The way that people pay for goods and services is constantly changing. The 1990s saw the growth of direct debit and online payments, and now we are seeing the boom of contactless payments. As more and more people begin to use contactless technology, is the charity sector ready to keep up with this new form of payment?
A 2015 report by Halifax revealed that cash was still the most popular method for giving, with some 66% of donors giving via this method, in comparison to 25% via Direct Debit. The report claimed ‘it seems that few people have embraced the digital age when it comes to donating to good causes’. Despite this, a recent study undertaken by CAF has suggested that donors are beginning to adopt a more digital approach to giving. CAF, in conjunction with Save the Children, undertook a survey and found that ‘as many as 30 per cent of people were likely to donate using contactless payment if given the option’.
Despite its apparent popularity in London, the report did highlight a potential ‘north-south’ divide amongst givers. Manchester based concertgoers, surveyed for this report, were much more likely to donate with cash than contactless payment. This was due in part to the people being ‘unfamiliar with the contactless technology’. This shows a potential disparity in giving methods between London and the rest of the country. So are we now seeing a North/South divide in giving habits?
The London obsession with contactless donating was further typified when the article outlined that one in five purchasing a coffee at nationwide-chain Costa using contactless payment went on to donate. This was backed up with a test at Westfield Shopping Centre in London in which contactless charity collectors went up against traditional ‘chuggers’. The results showed 30% of shoppers opted to donate via contactless payment.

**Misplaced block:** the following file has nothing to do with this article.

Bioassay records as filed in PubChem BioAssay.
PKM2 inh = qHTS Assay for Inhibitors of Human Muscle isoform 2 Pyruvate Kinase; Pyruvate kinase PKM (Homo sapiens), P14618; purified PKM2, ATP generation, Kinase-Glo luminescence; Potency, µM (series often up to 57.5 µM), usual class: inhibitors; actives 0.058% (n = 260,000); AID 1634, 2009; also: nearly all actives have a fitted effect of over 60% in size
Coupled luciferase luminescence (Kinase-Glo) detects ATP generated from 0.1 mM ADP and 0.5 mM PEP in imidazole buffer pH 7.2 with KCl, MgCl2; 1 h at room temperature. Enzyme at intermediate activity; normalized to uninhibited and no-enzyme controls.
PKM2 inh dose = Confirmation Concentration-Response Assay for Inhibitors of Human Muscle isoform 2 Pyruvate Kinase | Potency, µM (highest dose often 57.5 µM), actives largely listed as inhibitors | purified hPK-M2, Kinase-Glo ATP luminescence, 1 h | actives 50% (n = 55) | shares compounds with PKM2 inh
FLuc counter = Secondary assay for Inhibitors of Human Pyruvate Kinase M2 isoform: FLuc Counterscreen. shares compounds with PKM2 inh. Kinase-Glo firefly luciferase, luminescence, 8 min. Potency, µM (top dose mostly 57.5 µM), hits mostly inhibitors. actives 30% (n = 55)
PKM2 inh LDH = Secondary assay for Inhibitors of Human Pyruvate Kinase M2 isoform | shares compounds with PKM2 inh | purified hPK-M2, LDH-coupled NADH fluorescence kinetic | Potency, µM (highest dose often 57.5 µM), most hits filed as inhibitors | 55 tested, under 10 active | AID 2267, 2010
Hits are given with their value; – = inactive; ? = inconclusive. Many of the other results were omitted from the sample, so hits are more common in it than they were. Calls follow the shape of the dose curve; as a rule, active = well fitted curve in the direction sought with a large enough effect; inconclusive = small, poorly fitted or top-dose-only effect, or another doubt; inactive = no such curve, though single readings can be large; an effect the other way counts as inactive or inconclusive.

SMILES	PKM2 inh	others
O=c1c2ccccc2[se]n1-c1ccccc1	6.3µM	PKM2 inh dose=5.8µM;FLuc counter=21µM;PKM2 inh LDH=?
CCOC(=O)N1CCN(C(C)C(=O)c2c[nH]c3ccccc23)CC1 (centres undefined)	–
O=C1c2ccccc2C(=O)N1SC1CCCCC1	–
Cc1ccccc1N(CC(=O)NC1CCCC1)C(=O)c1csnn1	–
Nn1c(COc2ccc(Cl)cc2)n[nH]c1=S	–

This is positive news for the charity sector, building on innovative and technologically advanced ideas such as the creative contactless giving idea rolled out by Cancer Research UK earlier this year. The charity embedded contactless payment technology into the windows of four of it stores in the south of England. This was a clever campaign, capturing ‘impulsive givers’, and offering unique benefits to givers (once a donation was given, a video played on an interactive screen showing the impact that the donation would make).
As we use cash less frequently, it is crucial that charities take stock of this and adapt accordingly, particularly in London, with a more digitally advanced and time-poor population. Charities need to be smart in acknowledging donor giving habits dependent upon regions. However, as we move to an ever more digital society, it is vital that donors and charities embrace technological advances, which can make giving much quicker and easier.
What do you think? Is contactless payment the new way forward for charities? Is London unique in this form of payment and giving? We’d love to hear from you.